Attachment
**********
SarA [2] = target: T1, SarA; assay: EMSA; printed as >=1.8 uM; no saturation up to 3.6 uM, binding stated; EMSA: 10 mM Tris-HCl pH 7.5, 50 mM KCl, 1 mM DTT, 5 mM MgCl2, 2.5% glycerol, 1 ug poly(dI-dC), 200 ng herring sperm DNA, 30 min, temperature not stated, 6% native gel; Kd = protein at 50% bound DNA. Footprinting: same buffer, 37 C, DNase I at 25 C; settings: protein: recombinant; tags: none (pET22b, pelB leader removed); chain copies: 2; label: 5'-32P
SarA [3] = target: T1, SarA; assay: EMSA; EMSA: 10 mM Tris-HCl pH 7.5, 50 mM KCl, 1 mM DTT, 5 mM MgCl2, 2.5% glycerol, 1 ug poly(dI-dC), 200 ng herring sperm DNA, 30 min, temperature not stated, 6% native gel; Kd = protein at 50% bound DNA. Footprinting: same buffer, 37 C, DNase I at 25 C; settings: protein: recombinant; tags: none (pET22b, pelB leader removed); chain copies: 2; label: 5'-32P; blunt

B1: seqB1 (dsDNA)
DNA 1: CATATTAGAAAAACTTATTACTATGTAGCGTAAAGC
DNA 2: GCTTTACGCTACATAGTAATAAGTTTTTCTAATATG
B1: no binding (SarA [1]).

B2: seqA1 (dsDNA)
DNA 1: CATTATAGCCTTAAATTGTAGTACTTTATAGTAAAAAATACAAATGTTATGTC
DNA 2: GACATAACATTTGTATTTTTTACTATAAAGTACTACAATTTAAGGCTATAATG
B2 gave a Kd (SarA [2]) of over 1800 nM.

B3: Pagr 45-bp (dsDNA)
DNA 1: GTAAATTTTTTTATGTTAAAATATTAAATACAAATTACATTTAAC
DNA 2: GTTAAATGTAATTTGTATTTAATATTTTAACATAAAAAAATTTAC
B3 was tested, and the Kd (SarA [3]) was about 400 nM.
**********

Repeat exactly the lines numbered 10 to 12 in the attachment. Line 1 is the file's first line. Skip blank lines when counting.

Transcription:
B2 gave a Kd (SarA [2]) of over 1800 nM.

B3: Pagr 45-bp (dsDNA)
DNA 1: GTAAATTTTTTTATGTTAAAATATTAAATACAAATTACATTTAAC